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Banking Health: NPAs and COVID-19

  • IASbaba
  • January 5, 2021
  • 0
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ECONOMY/ GOVERNANCE

Topic: General Studies 3:

  • Indian Economy and issues relating to planning, mobilization, of resources, growth, development and employment. 
  • Monetary Policy

Banking Health: NPAs and COVID-19

Context: The data on gross non-performing assets (GNPA) has fallen from 11.5% in March 2018 to 7.5% of outstanding loans by September 2020. 

What Is a Non-Performing Asset (NPA)?

  • A nonperforming asset (NPA) refers to a classification for loans or advances that are in default or in arrears. 
  • A loan is in arrears when principal or interest payments are late or missed. 
  • A loan is in default when the lender considers the loan agreement to be broken and the debtor is unable to meet his obligations.
  • In India, a non performing asset (NPA) is defined as a loan or advance for which the principal or interest payment remained overdue for a period of 90 days

Why NPA resolution is crucial for the economy?

Simply put, banks’ ability to lend is critical for businesses and the economy to grow. A deluge of bad loans (i.e. NPAs) impairs banks’ ability and willingness to lend that furthers impairs the growth prospects of economy.

Improvement of Banking Health in recent quarters

  • Private Sector Profitable: After losses in two consecutive years, India’s scheduled commercial banks turned profitable in 2019-20. 
  • PSB losses reduced: However, State-run banks continued to bleed for the fifth year in a row, but their losses were much more stifled. 
  • Impact of Policies: The RBI attributed this to the resolution of a few large accounts through the introduction of the Insolvency and Bankruptcy Code (IBC) in 2016, and fresh slippages in loan accounts dipping to just 0.74%.

Genesis of the NPA Problem

  • Boom years of late 2000s: A large part of the problem started in the latter half of 2010s, as assumptions of persistently high economic growth made several large corporates overzealous in their investment ambitions, thus over-leveraging themselves in the process.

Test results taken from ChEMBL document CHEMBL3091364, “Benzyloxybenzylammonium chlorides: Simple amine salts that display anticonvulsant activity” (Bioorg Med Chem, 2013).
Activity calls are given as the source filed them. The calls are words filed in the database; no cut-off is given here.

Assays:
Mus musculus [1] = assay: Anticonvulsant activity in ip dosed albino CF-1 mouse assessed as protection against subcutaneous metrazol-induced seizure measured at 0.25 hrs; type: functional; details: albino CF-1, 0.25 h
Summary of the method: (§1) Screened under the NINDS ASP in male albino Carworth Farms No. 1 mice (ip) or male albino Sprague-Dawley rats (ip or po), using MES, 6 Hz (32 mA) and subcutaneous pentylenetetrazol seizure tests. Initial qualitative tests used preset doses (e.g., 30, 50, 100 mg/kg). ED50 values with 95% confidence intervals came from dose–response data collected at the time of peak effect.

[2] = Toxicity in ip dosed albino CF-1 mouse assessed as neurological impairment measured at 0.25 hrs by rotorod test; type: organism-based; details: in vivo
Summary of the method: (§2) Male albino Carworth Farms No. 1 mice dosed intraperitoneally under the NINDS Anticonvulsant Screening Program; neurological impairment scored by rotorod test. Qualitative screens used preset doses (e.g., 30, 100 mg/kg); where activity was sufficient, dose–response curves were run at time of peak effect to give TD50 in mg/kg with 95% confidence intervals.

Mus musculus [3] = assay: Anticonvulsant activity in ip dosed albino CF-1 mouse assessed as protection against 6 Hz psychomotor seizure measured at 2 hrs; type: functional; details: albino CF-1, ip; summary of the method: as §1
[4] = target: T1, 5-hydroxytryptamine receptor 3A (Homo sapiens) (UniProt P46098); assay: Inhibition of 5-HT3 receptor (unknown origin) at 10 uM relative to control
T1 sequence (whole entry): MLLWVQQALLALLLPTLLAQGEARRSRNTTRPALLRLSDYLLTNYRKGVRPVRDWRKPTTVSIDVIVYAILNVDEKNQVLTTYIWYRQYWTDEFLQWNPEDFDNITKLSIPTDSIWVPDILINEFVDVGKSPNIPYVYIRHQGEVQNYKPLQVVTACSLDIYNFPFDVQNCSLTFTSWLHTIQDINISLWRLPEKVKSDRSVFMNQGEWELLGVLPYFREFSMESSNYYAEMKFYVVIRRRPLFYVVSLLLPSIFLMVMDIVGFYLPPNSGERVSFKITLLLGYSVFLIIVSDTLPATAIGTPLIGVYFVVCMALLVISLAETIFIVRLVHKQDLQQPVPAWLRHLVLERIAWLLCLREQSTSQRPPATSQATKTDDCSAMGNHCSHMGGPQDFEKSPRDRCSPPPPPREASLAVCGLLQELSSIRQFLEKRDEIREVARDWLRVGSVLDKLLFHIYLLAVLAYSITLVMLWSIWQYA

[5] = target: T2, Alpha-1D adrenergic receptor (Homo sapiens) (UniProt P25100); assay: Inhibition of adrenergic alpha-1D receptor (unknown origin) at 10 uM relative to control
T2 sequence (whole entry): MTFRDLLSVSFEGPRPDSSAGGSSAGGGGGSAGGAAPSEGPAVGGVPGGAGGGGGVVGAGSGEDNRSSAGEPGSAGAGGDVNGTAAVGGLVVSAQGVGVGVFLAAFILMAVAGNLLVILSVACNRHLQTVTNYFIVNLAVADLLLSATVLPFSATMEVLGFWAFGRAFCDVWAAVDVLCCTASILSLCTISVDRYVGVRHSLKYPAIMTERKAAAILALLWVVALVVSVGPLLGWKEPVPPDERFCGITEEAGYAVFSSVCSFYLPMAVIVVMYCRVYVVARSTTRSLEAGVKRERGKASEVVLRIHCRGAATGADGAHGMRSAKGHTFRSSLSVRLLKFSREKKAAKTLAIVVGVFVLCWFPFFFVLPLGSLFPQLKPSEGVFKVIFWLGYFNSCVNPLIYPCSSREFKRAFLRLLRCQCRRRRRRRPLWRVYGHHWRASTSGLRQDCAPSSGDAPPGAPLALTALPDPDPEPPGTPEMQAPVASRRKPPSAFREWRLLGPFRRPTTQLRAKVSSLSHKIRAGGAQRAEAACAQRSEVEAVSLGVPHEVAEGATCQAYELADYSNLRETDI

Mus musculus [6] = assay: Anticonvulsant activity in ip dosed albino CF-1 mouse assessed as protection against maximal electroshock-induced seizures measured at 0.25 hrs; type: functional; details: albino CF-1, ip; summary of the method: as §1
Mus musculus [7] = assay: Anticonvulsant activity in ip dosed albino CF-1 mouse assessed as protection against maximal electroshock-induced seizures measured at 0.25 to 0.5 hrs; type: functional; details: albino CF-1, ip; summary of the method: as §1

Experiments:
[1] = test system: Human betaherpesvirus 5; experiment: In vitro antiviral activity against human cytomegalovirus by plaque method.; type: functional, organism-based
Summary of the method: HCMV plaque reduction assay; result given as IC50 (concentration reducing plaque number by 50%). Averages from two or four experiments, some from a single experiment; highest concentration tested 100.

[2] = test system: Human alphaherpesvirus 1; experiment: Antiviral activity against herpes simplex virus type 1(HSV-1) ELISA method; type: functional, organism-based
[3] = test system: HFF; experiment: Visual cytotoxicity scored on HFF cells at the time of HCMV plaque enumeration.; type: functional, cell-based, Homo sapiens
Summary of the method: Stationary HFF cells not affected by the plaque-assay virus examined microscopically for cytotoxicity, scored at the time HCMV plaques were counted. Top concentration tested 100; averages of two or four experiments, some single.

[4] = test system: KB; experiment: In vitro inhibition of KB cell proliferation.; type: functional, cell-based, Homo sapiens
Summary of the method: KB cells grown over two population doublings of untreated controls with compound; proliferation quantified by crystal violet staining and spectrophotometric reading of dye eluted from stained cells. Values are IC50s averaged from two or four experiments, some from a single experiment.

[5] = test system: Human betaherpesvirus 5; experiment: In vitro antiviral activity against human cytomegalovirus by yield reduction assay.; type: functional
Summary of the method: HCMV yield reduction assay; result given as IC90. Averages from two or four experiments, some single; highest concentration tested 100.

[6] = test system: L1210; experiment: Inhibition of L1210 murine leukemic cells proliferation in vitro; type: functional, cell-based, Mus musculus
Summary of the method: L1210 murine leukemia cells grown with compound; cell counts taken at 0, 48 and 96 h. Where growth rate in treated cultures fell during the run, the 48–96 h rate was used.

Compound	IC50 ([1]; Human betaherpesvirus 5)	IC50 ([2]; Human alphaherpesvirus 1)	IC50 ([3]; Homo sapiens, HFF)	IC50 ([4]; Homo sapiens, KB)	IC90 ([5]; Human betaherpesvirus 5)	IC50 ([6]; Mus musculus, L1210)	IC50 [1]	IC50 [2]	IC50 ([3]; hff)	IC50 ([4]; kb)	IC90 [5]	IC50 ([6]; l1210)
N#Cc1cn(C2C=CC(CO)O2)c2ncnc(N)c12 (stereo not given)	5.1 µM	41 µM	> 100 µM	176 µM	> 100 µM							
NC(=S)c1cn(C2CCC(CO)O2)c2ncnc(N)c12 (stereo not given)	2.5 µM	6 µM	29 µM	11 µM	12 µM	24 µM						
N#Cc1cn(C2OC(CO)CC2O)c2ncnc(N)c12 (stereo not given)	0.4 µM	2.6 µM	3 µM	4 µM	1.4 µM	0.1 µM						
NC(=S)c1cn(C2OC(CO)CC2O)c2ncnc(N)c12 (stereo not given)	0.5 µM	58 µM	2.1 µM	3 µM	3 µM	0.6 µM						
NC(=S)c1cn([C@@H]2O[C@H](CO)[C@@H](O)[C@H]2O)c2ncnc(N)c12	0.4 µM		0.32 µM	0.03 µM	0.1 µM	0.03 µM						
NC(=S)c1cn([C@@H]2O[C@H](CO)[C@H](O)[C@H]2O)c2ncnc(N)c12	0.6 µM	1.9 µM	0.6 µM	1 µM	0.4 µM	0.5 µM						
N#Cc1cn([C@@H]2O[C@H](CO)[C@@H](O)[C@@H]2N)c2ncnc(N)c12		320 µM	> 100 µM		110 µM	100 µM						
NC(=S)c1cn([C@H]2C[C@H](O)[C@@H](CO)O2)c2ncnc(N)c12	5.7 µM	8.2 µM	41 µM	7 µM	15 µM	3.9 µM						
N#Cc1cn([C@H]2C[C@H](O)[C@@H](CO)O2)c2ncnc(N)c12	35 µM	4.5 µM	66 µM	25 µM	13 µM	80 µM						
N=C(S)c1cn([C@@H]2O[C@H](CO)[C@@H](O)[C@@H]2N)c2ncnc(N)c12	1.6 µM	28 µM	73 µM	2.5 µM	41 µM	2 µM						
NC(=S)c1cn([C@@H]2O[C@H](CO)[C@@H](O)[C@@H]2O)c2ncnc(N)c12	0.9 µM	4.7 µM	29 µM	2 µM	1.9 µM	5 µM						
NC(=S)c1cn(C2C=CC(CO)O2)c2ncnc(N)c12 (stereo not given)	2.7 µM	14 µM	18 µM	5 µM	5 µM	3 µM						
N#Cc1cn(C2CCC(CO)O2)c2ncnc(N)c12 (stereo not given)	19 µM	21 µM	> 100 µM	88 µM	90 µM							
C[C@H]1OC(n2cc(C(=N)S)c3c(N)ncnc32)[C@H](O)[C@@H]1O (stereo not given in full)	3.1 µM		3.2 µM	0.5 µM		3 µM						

• Role of Easy Credit by Banks: On the prospects of high economic growth financial sector, led by public sector banks, fuelled these expansion plans through easy money on credit.
  • 2008 Financial Crisis: Growth (and demand) fizzled out following the global financial crisis of 2008. Despite the fire-fighting measures taken by government, the impact of the global crisis was felt in coming years. The crisis got further precipitated by Policy Paralysis of UPA-2 government (Corruption Scandals, Coalition Politics, standstill bureaucracy)
  • Vicious cycle: The stress from stretched corporate balance sheets (revenue impacted due to slowdown) infected banks’ own books and underwhelmed banks own capacity for fresh lending. Former Chief Economic Adviser Arvind Subramanian had called it India’s ‘twin balance sheet problem’ in the Economic Survey for 2016-17.
  • Peak reached in 2018: Over the course of 2014-19, India’s banks were put on high alert by RBI for tighter recognition norms for bad loans. As a result, in March 2018, when bad loans on their books peaked to over ₹10 lakh crore — around 11.5% of all loans.
  • Policy Measures to stem the problem: The vicious cycle of twin balance sheet problem was interrupted to an extent by the IBC, which, along with tighter recognition norms for bad loans, helped correct the course over time.